Orient building entrances toward public space,
and encourage adjacent groundfloor uses that
animate and enliven the spac
Serving as a transition between the downtown core and surrounding singlefamily
neighborhoods, these districts should be safe and attractive, and they should promote and facilitate multimodal access to and from downtown.
1. Transition between residence and street: the space between the building and the sidewalk
should provide security and privacy for residents
and encourage social interaction among residents
and neighbors (see sketches).
2. Parking and vehicle access: siting should minimize the impact of automobile parking and driveways on the pedestrian environment.
Use setbacks from the street to create open space, which, with landscaping, should be designed to establish an attractive transition from residences to the street.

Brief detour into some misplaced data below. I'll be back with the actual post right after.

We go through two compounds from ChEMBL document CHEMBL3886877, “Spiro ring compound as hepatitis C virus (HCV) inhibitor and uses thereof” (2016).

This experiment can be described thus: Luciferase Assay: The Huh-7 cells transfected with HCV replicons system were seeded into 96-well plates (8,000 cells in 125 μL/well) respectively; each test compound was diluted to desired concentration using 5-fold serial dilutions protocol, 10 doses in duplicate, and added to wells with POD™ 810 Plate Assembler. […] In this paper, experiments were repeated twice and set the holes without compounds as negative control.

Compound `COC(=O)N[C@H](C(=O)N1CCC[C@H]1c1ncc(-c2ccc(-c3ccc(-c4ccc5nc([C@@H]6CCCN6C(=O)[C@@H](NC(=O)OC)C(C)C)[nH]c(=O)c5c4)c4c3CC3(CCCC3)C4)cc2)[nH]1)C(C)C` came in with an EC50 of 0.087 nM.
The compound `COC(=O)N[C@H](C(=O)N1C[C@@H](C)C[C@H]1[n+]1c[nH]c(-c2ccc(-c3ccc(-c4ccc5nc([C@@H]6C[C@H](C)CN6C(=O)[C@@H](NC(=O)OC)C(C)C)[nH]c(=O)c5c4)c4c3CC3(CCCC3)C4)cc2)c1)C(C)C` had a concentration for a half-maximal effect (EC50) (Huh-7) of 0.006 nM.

Buildings with little or no front yard should include creative use of landscaping. Consider recessed entries, which can provide security and/or weather protection.
Buildings set back a small distance from the sidewalk provide sufficient area for yards and parcels, which allow privacy but encourage visual interaction with the street.
Buildings with deep setbacks provide sufficient privacy to permit garden space, entry fore-courts and more open parcels. Fences may provide further separation from the sidewalk.